Tue, 09/22/2020 – 15:45
According to the lawsuit, the former moderator “has trouble sleeping and when she does sleep, she has horrific nightmares. She often lays awake at night trying to go to sleep, replaying videos that she has seen in her mind.” The woman she says she saw thousands of disturbing videos – including school shootings with dead children, a fox being skinned alive, a person’s head getting run over by a tank, and people eating from a smashed open skull.
As CNET notes, the woman also claims that she can’t be in crowded places due to fear over mass shootings, and has panic attacks and anxiety which has cost her friendships. She’s also frightened to have children and has trouble being around kids.
The proposed class-action lawsuit accuses YouTube of violating California law by failing to provide a safe workplace for content moderators and not doing enough to safeguard their mental health. Moderators spend more than four hours a day reviewing graphic video content because YouTube is “chronically understaffed,” the suit says. These long hours run afoul of YouTube’s best practices, according to the lawsuit. Workers are required to review “between 100 and 300 pieces of content per day with an error rate of two to five percent,” creating stress and increasing the risk that content moderators develop psychological trauma from the job, according to the lawsuit.
The former moderator, who isn’t named, is seeking medical treatment, compensation for the trauma she suffered and the creation of a YouTube-funded medical monitoring program that would screen, diagnose and treat content moderators. –CNET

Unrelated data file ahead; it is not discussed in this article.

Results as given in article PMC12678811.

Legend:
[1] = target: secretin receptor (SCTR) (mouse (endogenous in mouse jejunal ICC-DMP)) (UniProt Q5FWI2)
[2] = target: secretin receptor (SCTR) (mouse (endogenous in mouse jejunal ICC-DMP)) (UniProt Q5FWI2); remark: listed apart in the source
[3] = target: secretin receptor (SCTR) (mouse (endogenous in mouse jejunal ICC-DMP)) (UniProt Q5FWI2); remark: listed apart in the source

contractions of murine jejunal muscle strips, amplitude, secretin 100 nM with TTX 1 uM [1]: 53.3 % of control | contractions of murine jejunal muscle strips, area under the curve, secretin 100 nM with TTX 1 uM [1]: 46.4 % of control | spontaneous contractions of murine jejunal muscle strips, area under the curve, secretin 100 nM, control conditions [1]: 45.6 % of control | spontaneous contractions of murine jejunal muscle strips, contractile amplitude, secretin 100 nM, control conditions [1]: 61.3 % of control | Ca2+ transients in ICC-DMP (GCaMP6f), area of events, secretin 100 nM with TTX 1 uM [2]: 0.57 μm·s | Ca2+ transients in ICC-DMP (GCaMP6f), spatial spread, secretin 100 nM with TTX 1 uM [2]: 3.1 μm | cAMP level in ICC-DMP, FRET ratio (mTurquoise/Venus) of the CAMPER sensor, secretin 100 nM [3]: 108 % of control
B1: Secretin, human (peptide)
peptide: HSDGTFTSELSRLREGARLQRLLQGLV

What’s more, the woman complains that she’s been subject to “conspiracy theories, fringe beliefs, and political disinformation.”
The anonymous woman worked at YouTube in Austin, Texas through third-party staffing agency Collabera from January 2018 through August 2019. She claims that YouTube failed to adequately inform prospective content moderators that they would be exposed to a cornucopia of gore that could impact their mental health.
YouTube allows content moderators to step out of the room while the company shows them graphic videos during training, however workers say they’re afraid they’ll lose their jobs if they do. At the end of training, they have to pass a test which measures their ability to accurately flag content which violates YouTube’s rules.
he ex-moderator who is suing YouTube sought the advice of a wellness coach in 2018 after she felt traumatized by a video she reviewed. The coach recommended the worker take illegal drugs and didn’t provide any resilience training or ways to cope with her symptoms, according to the lawsuit. Another coach told a content moderator to just “trust in God.” The Human Resources department also didn’t provide content moderators with any help and YouTube requires workers to sign non-disclosure agreements, making it harder for them to talk about their problems. –CNET
PTSD-stricken content moderators is nothing new for silicon valley tech giants. In 2018, a Northern California woman sued Facebook after she was “exposed to highly toxic, unsafe, and injurious content during her employment as a content moderator.”
Selena Scola moderated content for Facebook as an employee of contractor Pro Unlimited, Inc. between June 2017 and March of this year, according to her complaint.
“You’d go into work at 9am every morning, turn on your computer and watch someone have their head cut off. Every day, every minute, that’s what you see. Heads being cut off,” one content moderator told the Guardian.
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Author: Tyler Durden